Philip Morris exec hits back at 'naive' criticism of quit-smoking campaign

Philip Morris exec hits back at 'naive' criticism of quit-smoking campaign

Tobacco giant is serious about its intention to eradicate cigarettes, Mark MacGregor says.

The recently launched campaign from Philip Morris International encouraging smokers to quit is proof that the tobacco company is serious about its intention to stop selling cigarettes, its director of corporate affairs told Campaign.

The Marlboro manufacturer used a press ad at the start of the year to publicise its intention to eventually phase out cigarettes in favour of alternative products – vaping and heated tobacco device Iqos.

This was followed last month by a campaign, "Hold my light", including an online ad (below) and a wraparound in The Daily Mirror, that encouraged smokers to quit by asking their family and friends for small acts of support.

Speaking to Campaign, Mark MacGregor said he had been "surprised" by attacks from people and organisations that have said big tobacco should have no role in reducing smoking rates.

"It’s very naïve of people to think we’re just going to shut down our business," he said. "And if we’re not going to do that, it feels like the action we’ve taken is proof [of our intentions], whether people want to believe it or not.

"I take the view that large companies make commitments, and if you’ve made a huge one like this, you’ve got to start to deliver on that.

"One of the criticisms we’ve had before is that all we’ve had are words, not actions – well, running a campaign to persuade British smokers to quit feels like an action. I’d say to critics that we’re doing precisely what you’d expect a company with that ambition should do."

Maybe tomorrow

But MacGregor admitted he could not yet say when the business would make good on the pledge to stop selling cigarettes, saying that it would depend not just on the proportion of its own sales that were coming from alternatives, but also the external context.

"Of course we could simply stop doing it tomorrow – but all that would happen is people would buy their cigarettes from someone else. So we’ve chosen a different path, which is in some ways more difficult."

He argued that if the move was to have an impact on smoking rates, it needed to result in people either quitting altogether or switching to an alternative. While the jury is still out on the long-term health implications of vaping and heated tobacco, bodies including Public Health England have said they are significantly less harmful than smoking.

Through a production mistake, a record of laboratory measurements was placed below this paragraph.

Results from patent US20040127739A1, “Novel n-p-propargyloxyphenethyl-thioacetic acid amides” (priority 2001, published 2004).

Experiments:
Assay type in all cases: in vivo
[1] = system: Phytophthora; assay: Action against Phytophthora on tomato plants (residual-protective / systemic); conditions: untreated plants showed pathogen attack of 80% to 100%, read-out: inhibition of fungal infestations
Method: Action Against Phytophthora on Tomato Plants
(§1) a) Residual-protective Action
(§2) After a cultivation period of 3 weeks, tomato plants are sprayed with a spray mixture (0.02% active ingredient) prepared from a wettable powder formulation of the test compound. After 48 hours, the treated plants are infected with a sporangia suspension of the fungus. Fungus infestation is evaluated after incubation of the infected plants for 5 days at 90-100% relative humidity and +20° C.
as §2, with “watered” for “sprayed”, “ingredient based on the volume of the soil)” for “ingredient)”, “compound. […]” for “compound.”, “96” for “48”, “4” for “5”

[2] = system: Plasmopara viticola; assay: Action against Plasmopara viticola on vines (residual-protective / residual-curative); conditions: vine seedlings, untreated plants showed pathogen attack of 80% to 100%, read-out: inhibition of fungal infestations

In terms of public awareness of this, things were moving in the wrong direction, MacGregor said. He cited data from Action on Smoking and Health that 27% of people in the UK now believe that vaping is worse for health than smoking, compared with only 7% who believed this four years ago.

Campaign for vaping brand Blu was one of the last to be shown on TV in the UK before 2016's change in law

The number of people taking up vaping has also plummeted from 800,000 in 2014 to just 100,000 last year.

During that time, tough new restrictions have come into force on how e-cigarettes can be advertised, banning TV advertising along with certain other media. In some countries, the challenge is even more pronounced – Australia is among those where e-cigarettes are banned.

Philip Morris wants to be able to put inserts in its cigarette packs to both encourage quitting and promote its alternatives, MacGregor said, but this is currently illegal.

He would also like to see programmatic technology be used to advertise alternatives to aspiring quitters without exposing non-smokers to them: "It doesn’t strike me as beyond the wit of man to devise campaigns that could be seen almost exclusively by smokers."

But he said the "Hold my light" campaign was "the culmination of many things we’ve done – it’s just one more step among many". Other moves include only selling tobacco alternatives at venues such as Formula One circuit Silverstone, where Philip Morris has exclusive rights to sell tobacco.

Grand gestures

"Hold my light" was informed by talking to some of the UK’s 7.5 million remaining smokers about the barriers that had stopped them from quitting, MacGregor said: "We found that a lot of the public health campaigns in the past have been very successful in getting people to understand that smoking is dangerous – but they’ve not been as successful at getting them to quit."

The type of moral support suggested by the campaign was based on what smokers told them would help, he said: "They didn’t want grand gestures, but tokens of support from lots of people."

Another charge that has been levelled at Philip Morris is that it is hypocritical to talk up its anti-smoking credentials in the UK while it continues to advertise cigarettes in other parts of the world.

But MacGregor claimed there was a widespread "genuine misunderstanding of the amount of advertising that is possible anywhere in the world", saying that most countries now have stringent rules, even though most are somewhat more liberal than the UK.

"Our commitment to going smoke-free is a global one," he insisted, claiming that Philip Morris had often advocated for tightening the restrictions around advertising. And in the face of unsurprising cynicism, there is one point he is keen to drive home: "We are the only cigarette company that has made this commitment."

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